I'd be curious to see what others think about doing the buy back. I did it, because I could see Congress closing that loophole and so I wanted to lock it in. It's another pension that I can have coming in the door in later years. Do you plan to stay with the government for a while? If so, I'd probably do it and get that pension locked in. If you're debt free, have an emergency fund, and have $16,000 in the bank it might be easier to just do it all in one shot rather than paying it every month.

Lastly, if you do do it, make sure you get what they call a "paid in full" letter. It's basically a cover letter showing that you bought back your time and puts in writing how many years you have. I put that together along with the rest of the paperwork and have that in my files for future use....

I hope this was helpful.

Topic Author
phatpat187
Posts: 8
Joined: Tue Mar 26, 2019 4:46 pm

Re: FERS-Military Buyback and Early Retirement

Post by phatpat187 » Mon May 13, 2019 2:46 pm

renegade06 wrote:
Mon May 13, 2019 2:40 pm
I'm also still in the Army Reserve and bought back my time before I left federal employment (to move to the private sector). Your HR department should have the calculation for your expected annuity. I believe the formula is (Avg of your highest 3 years of Pay in Federal Service) x 1% X your total years of service (including the military buy back and civilian service). You'll want to double check to see if that formula is correct.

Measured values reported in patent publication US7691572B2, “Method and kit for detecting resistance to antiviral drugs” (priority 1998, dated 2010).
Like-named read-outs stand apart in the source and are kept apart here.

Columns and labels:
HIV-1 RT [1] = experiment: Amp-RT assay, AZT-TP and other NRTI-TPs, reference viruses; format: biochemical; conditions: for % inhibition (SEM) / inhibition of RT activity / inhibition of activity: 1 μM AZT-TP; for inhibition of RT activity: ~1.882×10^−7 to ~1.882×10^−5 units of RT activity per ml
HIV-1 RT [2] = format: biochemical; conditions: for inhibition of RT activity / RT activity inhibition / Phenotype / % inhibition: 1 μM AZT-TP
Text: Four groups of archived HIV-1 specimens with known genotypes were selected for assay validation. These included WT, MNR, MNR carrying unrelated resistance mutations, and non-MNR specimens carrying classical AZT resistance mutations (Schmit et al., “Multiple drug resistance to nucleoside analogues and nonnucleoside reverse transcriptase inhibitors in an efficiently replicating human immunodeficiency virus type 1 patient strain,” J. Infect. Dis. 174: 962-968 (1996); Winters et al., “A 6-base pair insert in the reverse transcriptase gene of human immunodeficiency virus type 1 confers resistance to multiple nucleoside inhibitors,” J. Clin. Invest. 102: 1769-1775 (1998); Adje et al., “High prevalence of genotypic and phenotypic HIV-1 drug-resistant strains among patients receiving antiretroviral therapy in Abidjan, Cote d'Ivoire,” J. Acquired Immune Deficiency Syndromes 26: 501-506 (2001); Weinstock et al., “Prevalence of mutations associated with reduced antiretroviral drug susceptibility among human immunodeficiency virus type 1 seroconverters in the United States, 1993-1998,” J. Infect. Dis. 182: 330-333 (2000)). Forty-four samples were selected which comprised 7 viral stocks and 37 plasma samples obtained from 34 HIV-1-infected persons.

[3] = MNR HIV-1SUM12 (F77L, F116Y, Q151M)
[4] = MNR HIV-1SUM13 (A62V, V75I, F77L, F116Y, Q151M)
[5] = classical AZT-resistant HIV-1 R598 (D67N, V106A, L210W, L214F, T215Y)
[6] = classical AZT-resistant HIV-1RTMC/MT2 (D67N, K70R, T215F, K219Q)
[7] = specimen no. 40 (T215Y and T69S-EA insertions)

I bought back my military service a few years ago. You can do a payment plan - I did that for a few years and then paid off the full amount in one check. If you do a payment plan, be careful about moving to another agency. I moved from DoD to a non-military agency and it was a huge pain in the rear end to try to set up another allotment (the two agencies did not communicate well).

I'd be curious to see what others think about doing the buy back. I did it, because I could see Congress closing that loophole and so I wanted to lock it in. It's another pension that I can have coming in the door in later years. Do you plan to stay with the government for a while? If so, I'd probably do it and get that pension locked in. If you're debt free, have an emergency fund, and have $16,000 in the bank it might be easier to just do it all in one shot rather than paying it every month.

Lastly, if you do do it, make sure you get what they call a "paid in full" letter. It's basically a cover letter showing that you bought back your time and puts in writing how many years you have. I put that together along with the rest of the paperwork and have that in my files for future use....